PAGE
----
The Crystal Structure of MCAT from Mycobacterium tuberculosis Reveals Three New Catalytic Models.Li, Z., Huang, Y., Ge, J., Fan, H., Zhou, X., Li, S., Bartlam, M., Wang, H., Rao, Z.
(2007) J Mol Biol 371: 1075-1083
- PubMed: 17604051
- DOI: https://doi.org/10.1016/j.jmb.2007.06.004
- Primary Citation of Related Structures:
- PubMed Abstract:
The malonyl coenzyme A (CoA)-acyl carrier protein (ACP) transacylase (MCAT) plays a key role in cell wall biosynthesis in Mycobacterium tuberculosis and other bacteria. The M. tuberculosis MCAT (MtMCAT) is encoded by the FabD gene and catalyzes the transacylation of malonate from malonyl-CoA to holo-ACP. Malonyl-ACP is the substrate in fatty acid biosynthesis and is a by-product of the transacylation reaction. This ability for fatty acid biosynthesis enables M. tuberculosis to survive in hostile environments, and thus understanding the mechanism of biosynthesis is important for the design of new anti-tuberculosis drugs. The 2.3 A crystal structure of MtMCAT reported here shows that its catalytic mechanism differs from those of ScMCAT and EcMCAT, whose structures have previously been determined. In MtMCAT, the C(beta)-O(gamma) bond of Ser91 turns upwards, resulting in a different orientation and thus an overall change of the active pocket compared to other known MCAT enzymes. We identify three new nucleophilic attack chains from the MtMCAT structure: His90-Ser91, Asn155-Wat6-Ser91 and Asn155-His90-Ser91. Enzyme activity assays show that His90A, Asn155A and His90A-Asn155A mutants all have substantially reduced MCAT activity, indicating that M. tuberculosis MCAT supports a unique means of proton transfer. Furthermore, His194 cannot form part of a His-Ser catalytic dyad and only stabilizes the substrate. This new discovery should provide a deeper insight into the catalytic mechanisms of MCATs.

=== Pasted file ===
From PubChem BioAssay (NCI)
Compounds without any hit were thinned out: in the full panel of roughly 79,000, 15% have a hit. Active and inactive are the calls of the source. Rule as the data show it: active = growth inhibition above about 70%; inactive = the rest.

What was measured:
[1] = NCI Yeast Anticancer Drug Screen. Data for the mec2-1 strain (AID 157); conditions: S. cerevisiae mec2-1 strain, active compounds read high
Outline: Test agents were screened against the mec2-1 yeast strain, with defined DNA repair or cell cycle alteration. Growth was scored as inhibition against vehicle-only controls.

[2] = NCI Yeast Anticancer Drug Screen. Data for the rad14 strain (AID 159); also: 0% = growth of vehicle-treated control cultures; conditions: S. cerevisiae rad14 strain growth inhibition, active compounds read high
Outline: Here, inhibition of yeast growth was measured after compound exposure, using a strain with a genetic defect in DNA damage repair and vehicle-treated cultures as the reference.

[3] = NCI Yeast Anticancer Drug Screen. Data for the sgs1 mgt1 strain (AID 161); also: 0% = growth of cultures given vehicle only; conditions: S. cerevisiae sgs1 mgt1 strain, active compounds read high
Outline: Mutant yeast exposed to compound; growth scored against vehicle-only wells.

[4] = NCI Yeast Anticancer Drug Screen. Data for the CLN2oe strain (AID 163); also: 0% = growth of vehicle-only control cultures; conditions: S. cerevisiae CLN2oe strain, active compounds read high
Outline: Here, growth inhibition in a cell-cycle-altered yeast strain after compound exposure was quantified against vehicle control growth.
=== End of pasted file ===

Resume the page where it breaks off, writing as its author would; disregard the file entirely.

Tsinghua-Nankai-IBP Joint Research Group for Structural Biology, Tsinghua University, Beijing 100084, China.